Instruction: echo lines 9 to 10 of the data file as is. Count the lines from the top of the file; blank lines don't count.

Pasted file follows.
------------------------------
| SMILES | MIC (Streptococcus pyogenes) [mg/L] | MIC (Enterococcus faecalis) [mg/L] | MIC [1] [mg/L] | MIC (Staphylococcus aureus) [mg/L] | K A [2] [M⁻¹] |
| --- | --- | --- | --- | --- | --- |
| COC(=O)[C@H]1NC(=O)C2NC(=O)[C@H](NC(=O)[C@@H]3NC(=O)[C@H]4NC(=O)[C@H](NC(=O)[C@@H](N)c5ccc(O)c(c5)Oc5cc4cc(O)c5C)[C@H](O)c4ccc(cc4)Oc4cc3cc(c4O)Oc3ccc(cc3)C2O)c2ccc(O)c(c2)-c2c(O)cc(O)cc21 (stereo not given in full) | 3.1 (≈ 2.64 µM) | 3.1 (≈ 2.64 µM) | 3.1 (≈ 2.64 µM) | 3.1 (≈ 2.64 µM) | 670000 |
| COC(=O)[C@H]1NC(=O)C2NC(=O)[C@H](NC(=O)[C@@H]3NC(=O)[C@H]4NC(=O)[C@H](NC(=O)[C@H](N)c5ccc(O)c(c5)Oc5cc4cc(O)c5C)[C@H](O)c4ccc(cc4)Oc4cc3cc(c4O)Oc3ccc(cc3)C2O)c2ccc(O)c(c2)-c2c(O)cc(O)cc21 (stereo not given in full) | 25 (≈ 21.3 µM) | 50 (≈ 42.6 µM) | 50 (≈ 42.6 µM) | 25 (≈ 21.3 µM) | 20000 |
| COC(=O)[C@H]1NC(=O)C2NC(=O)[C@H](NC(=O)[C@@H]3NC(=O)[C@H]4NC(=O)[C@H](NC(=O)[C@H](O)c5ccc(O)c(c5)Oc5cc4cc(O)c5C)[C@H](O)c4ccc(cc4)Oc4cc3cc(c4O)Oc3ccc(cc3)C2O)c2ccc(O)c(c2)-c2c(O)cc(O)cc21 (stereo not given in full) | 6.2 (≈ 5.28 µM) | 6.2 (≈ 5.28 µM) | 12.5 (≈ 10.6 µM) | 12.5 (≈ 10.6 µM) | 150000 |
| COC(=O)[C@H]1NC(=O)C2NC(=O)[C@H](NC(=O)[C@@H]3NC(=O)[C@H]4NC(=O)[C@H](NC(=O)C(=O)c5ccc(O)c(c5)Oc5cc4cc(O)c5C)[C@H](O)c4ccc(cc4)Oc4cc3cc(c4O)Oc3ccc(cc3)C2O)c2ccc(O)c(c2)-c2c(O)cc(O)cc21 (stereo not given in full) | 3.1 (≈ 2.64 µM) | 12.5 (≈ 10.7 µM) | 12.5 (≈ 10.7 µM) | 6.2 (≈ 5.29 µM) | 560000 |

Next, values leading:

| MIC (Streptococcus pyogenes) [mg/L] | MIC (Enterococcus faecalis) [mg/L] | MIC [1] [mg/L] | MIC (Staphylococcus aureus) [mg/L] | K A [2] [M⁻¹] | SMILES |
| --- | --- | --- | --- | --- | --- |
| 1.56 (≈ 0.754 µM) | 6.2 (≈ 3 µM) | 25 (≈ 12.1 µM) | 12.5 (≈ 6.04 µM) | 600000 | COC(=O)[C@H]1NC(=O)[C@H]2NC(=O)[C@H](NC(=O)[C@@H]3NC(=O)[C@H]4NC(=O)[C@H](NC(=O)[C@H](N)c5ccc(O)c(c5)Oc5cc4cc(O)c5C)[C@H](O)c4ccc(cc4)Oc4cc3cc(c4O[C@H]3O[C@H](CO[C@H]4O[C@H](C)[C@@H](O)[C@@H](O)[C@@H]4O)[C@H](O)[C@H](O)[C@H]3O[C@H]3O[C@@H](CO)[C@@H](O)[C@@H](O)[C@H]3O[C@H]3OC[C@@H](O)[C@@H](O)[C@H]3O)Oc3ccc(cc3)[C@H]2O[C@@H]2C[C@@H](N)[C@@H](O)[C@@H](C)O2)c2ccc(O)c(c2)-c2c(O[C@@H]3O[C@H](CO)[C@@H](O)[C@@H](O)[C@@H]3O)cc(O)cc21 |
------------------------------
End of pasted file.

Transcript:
| --- | --- | --- | --- | --- | --- |
| 1.56 (≈ 0.754 µM) | 6.2 (≈ 3 µM) | 25 (≈ 12.1 µM) | 12.5 (≈ 6.04 µM) | 600000 | COC(=O)[C@H]1NC(=O)[C@H]2NC(=O)[C@H](NC(=O)[C@@H]3NC(=O)[C@H]4NC(=O)[C@H](NC(=O)[C@H](N)c5ccc(O)c(c5)Oc5cc4cc(O)c5C)[C@H](O)c4ccc(cc4)Oc4cc3cc(c4O[C@H]3O[C@H](CO[C@H]4O[C@H](C)[C@@H](O)[C@@H](O)[C@@H]4O)[C@H](O)[C@H](O)[C@H]3O[C@H]3O[C@@H](CO)[C@@H](O)[C@@H](O)[C@H]3O[C@H]3OC[C@@H](O)[C@@H](O)[C@H]3O)Oc3ccc(cc3)[C@H]2O[C@@H]2C[C@@H](N)[C@@H](O)[C@@H](C)O2)c2ccc(O)c(c2)-c2c(O[C@@H]3O[C@H](CO)[C@@H](O)[C@@H](O)[C@@H]3O)cc(O)cc21 |